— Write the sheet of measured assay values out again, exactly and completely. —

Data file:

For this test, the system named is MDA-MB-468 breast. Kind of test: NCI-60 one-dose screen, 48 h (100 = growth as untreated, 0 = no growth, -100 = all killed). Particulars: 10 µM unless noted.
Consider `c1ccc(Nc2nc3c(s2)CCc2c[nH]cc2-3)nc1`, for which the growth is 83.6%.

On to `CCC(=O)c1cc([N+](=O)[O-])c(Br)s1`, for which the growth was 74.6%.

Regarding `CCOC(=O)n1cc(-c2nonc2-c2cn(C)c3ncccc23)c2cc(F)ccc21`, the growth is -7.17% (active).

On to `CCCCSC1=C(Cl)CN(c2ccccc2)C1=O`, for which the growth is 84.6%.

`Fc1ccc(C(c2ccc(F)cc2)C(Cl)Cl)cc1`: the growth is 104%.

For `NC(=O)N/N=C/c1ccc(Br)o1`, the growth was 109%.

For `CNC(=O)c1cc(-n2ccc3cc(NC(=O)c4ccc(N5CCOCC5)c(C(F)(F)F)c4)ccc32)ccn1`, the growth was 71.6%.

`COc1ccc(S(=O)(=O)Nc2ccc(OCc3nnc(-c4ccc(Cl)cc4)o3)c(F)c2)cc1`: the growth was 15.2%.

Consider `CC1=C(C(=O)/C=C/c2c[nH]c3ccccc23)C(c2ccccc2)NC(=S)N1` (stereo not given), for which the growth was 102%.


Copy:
For this test, the system named is MDA-MB-468 breast. Kind of test: NCI-60 one-dose screen, 48 h (100 = growth as untreated, 0 = no growth, -100 = all killed). Particulars: 10 µM unless noted.
Consider `c1ccc(Nc2nc3c(s2)CCc2c[nH]cc2-3)nc1`, for which the growth is 83.6%.

On to `CCC(=O)c1cc([N+](=O)[O-])c(Br)s1`, for which the growth was 74.6%.

Regarding `CCOC(=O)n1cc(-c2nonc2-c2cn(C)c3ncccc23)c2cc(F)ccc21`, the growth is -7.17% (active).

On to `CCCCSC1=C(Cl)CN(c2ccccc2)C1=O`, for which the growth is 84.6%.

`Fc1ccc(C(c2ccc(F)cc2)C(Cl)Cl)cc1`: the growth is 104%.

For `NC(=O)N/N=C/c1ccc(Br)o1`, the growth was 109%.

For `CNC(=O)c1cc(-n2ccc3cc(NC(=O)c4ccc(N5CCOCC5)c(C(F)(F)F)c4)ccc32)ccn1`, the growth was 71.6%.

`COc1ccc(S(=O)(=O)Nc2ccc(OCc3nnc(-c4ccc(Cl)cc4)o3)c(F)c2)cc1`: the growth was 15.2%.

Consider `CC1=C(C(=O)/C=C/c2c[nH]c3ccccc23)C(c2ccccc2)NC(=S)N1` (stereo not given), for which the growth was 102%.